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EXPLORATIONS - Visiting Seven Man-Made Wonders of the United States

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(MUSIC)

VOICE ONE:

I'm Faith Lapidus.

VOICE TWO:

And I'm Steve Ember with Explorations in VOA Special English. There are many natural wonders in the United States. Today, we take you to seven man-made wonders in America.

(MUSIC)

VOICE ONE:

"Against the city's gleaming spires,

Above the ships that ply the stream,

A bridge of haunting beauty stands –

Fulfillment of an artist's dream."

The Brooklyn Bridge
The Brooklyn Bridge

That poem is about our first man-made wonder – the Brooklyn Bridge in New York City. It extends more than four hundred eighty meters over the East River to connect the areas of Brooklyn and Manhattan. A famous bridge builder David B. Steinman wrote the poem. But he did not build the Brooklyn Bridge.

VOICE TWO:

It was the dream of another man, John A. Roebling. He was a member of the design team and became chief engineer of the building project in eighteen sixty-seven. Sadly, he became sick and died before work even started. He had an accident when visiting the area where the bridge was to be built.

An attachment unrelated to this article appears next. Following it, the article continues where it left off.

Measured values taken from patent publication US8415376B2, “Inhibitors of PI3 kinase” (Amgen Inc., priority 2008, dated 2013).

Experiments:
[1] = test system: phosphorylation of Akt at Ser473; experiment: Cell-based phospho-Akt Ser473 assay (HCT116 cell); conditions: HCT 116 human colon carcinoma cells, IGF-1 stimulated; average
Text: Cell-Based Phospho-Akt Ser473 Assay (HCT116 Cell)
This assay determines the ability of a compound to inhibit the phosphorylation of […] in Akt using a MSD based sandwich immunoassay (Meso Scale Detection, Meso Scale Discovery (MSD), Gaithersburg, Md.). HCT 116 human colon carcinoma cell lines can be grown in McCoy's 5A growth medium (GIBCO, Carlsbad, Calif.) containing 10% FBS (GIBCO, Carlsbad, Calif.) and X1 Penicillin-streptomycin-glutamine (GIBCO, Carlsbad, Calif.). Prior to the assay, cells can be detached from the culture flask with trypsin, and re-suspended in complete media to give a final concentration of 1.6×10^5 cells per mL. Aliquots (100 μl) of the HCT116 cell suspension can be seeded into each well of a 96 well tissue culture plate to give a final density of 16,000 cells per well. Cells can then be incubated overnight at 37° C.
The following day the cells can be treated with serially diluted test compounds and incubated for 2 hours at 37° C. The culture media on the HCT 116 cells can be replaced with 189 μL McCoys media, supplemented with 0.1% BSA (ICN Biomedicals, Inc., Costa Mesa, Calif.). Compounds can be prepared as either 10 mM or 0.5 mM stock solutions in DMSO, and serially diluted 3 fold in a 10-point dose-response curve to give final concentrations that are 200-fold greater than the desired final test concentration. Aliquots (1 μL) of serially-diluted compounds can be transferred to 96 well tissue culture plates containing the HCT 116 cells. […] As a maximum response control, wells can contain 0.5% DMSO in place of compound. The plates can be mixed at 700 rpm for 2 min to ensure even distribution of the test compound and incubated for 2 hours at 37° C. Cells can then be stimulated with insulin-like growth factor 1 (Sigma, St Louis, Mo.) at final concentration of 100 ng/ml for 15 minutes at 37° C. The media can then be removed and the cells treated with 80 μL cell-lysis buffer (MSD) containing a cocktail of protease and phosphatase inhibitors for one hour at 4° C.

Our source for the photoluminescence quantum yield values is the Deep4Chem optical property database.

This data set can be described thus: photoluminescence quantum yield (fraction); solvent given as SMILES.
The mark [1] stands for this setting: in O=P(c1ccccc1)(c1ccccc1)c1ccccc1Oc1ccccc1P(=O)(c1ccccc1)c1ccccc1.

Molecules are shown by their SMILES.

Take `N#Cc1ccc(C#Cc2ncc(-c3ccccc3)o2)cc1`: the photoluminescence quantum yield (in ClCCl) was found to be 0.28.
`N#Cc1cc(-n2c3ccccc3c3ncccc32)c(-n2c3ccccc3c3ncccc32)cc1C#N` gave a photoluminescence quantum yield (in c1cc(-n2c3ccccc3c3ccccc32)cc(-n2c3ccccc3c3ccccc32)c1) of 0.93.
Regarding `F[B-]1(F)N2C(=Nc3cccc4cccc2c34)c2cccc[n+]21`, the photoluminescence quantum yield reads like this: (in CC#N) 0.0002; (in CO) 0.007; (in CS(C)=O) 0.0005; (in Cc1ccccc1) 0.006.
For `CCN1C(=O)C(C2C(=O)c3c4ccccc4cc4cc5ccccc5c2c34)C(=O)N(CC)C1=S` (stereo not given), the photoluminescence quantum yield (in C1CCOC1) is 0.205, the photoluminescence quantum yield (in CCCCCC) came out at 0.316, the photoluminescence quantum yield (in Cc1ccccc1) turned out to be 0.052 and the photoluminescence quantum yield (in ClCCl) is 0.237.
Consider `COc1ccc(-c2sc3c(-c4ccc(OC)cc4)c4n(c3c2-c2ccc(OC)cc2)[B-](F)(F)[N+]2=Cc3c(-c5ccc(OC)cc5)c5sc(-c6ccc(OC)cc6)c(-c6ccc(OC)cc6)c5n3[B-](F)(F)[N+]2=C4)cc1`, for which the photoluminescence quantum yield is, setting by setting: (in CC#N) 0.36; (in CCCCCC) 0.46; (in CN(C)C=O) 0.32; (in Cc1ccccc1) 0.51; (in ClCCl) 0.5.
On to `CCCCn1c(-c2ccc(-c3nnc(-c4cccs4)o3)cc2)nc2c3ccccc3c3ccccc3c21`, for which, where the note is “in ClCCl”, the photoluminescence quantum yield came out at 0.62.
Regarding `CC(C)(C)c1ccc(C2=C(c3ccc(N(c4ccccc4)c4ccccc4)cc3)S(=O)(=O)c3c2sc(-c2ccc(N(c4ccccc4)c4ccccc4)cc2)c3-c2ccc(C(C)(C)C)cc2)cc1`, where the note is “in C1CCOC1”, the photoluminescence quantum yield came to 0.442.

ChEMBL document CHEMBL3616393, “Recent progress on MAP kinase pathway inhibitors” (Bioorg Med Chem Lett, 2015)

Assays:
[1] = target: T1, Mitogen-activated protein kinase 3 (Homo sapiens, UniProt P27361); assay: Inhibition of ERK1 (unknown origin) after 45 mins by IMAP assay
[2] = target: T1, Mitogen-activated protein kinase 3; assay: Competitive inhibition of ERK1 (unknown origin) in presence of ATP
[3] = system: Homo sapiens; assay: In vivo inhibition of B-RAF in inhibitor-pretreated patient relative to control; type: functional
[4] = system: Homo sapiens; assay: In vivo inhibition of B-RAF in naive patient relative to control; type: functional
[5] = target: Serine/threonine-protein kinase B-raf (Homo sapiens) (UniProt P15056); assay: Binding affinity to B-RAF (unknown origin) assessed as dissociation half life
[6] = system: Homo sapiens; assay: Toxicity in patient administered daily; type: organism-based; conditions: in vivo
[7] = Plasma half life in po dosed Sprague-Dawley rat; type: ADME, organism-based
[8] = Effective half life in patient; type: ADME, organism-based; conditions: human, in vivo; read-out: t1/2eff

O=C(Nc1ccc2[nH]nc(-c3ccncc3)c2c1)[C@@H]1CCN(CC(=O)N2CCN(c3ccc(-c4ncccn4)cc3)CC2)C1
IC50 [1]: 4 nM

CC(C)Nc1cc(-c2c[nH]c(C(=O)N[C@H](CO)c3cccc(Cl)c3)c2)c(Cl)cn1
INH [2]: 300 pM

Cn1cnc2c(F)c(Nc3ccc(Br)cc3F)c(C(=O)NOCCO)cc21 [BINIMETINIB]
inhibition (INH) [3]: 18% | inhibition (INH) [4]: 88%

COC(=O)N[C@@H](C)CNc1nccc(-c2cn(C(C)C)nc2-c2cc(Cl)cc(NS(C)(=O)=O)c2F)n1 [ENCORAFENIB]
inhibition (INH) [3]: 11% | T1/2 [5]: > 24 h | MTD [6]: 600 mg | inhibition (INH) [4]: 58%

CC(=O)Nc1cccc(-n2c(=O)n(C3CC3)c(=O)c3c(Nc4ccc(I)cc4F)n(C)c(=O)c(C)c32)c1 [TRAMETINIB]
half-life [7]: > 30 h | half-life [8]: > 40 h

Building began in eighteen seventy. It was very dangerous. Few records were kept on such events. But, historians say between twenty and thirty men died as a result of the building project. Some died from falling off the bridge or from being struck by equipment.

Others died or were injured from working in the structures called caissons. These lay deep below the surface of the Earth. The workers would get a pressure sickness called the bends.

VOICE ONE:

John Roebling's son, Washington, was severely disabled by the bends. He had been named chief engineer of the Brooklyn Bridge project soon after his father died. Washington Roebling continued the work from his home after he was disabled.

The Brooklyn Bridge opened on May twenty-fourth, eighteen eighty-three. At the time, it was the longest suspension bridge in the world. It is still a beautiful structure. The bridge has tens of thousands of suspension wires that spread many meters across and up and down to towers on each side. From a distance the many wires look like the stringed musical instrument called the harp. The center of the Brooklyn Bridge rises almost forty meters above the East River. It is one of the most famous and beloved New York City landmarks.

(MUSIC)

VOICE TWO:

Another bridge makes our list of the seven man-made wonders. This one is in

The Golden Gate Bridge and San Fransico
The Golden Gate Bridge and San Fransico

northern California. The Golden Gate Bridge is named after the waterway it crosses. The Golden Gate Strait lies between the Pacific Ocean and the San Francisco Bay. The bridge over it links the city of San Francisco with Marin County.